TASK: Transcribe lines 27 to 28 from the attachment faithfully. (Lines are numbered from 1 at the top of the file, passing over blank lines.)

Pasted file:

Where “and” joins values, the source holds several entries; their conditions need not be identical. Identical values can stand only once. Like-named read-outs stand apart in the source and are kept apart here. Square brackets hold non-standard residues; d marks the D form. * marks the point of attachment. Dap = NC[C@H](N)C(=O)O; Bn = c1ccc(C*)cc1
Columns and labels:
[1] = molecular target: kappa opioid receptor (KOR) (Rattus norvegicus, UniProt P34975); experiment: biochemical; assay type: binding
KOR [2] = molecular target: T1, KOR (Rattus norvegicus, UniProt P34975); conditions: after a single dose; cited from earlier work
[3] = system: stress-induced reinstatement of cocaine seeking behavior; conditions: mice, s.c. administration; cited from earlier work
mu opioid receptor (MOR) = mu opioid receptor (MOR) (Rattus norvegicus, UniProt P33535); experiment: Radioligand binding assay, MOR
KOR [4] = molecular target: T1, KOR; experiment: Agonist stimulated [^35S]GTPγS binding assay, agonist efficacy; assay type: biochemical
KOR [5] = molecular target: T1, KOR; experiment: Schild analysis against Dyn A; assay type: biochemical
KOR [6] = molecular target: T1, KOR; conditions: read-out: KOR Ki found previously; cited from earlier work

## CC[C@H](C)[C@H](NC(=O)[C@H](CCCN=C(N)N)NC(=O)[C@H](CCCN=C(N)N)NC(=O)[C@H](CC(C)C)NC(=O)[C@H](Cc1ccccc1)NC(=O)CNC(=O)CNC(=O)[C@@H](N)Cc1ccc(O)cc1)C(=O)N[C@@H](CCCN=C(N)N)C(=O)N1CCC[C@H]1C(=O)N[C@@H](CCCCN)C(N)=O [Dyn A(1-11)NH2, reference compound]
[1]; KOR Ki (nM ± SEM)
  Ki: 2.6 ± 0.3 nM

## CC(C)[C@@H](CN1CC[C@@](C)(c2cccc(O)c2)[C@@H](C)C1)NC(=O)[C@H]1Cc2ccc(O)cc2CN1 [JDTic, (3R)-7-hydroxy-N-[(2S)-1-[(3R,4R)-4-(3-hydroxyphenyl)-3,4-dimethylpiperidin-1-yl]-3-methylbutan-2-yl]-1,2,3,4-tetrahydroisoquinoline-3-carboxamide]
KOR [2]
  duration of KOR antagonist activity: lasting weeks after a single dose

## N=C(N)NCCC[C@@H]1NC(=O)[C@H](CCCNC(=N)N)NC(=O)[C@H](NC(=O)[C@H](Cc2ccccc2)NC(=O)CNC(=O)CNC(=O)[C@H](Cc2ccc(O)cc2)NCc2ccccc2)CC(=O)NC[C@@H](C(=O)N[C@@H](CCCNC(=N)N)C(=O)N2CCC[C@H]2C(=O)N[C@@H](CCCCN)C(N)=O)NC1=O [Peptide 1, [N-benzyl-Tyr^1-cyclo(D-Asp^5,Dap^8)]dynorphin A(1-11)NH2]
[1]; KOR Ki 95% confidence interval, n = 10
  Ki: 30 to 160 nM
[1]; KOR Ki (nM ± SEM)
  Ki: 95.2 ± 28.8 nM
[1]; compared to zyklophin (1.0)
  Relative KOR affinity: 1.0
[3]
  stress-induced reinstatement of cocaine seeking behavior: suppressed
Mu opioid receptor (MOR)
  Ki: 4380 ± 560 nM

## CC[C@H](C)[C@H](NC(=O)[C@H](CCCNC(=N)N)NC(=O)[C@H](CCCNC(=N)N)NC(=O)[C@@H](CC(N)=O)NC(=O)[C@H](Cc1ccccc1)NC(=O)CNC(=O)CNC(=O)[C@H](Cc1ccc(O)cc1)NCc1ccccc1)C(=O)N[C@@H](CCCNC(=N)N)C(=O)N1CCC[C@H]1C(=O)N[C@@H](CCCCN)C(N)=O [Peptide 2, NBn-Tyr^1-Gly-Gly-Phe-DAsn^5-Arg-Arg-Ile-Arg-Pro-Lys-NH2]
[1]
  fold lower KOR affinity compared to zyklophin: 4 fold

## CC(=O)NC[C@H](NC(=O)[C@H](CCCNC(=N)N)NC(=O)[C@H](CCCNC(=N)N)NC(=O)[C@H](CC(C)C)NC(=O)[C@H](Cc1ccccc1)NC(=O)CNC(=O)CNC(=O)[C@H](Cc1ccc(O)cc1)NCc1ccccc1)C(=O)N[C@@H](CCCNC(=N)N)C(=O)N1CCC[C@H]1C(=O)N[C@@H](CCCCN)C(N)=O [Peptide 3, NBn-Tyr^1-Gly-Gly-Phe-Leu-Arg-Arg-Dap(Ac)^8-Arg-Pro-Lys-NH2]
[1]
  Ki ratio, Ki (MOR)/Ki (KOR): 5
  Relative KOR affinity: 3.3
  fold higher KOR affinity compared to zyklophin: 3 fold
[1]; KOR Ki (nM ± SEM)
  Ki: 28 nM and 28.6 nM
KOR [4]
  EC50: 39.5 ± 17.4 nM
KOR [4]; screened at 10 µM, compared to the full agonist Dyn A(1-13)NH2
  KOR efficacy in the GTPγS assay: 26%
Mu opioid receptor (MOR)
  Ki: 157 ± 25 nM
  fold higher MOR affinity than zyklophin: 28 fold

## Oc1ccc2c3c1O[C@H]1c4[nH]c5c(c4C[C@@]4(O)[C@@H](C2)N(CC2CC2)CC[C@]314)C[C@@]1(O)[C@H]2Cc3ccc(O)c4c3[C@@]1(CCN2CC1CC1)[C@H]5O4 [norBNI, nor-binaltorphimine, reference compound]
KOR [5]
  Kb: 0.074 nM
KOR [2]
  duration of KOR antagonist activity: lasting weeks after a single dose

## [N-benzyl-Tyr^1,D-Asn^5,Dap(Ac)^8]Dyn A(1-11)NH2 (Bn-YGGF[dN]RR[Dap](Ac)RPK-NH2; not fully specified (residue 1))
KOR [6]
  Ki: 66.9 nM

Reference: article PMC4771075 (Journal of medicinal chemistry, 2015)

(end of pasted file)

## CC[C@H](C)[C@H](NC(=O)[C@H](CCCNC(=N)N)NC(=O)[C@H](CCCNC(=N)N)NC(=O)[C@@H](CC(N)=O)NC(=O)[C@H](Cc1ccccc1)NC(=O)CNC(=O)CNC(=O)[C@H](Cc1ccc(O)cc1)NCc1ccccc1)C(=O)N[C@@H](CCCNC(=N)N)C(=O)N1CCC[C@H]1C(=O)N[C@@H](CCCCN)C(N)=O [Peptide 2, NBn-Tyr^1-Gly-Gly-Phe-DAsn^5-Arg-Arg-Ile-Arg-Pro-Lys-NH2]
[1]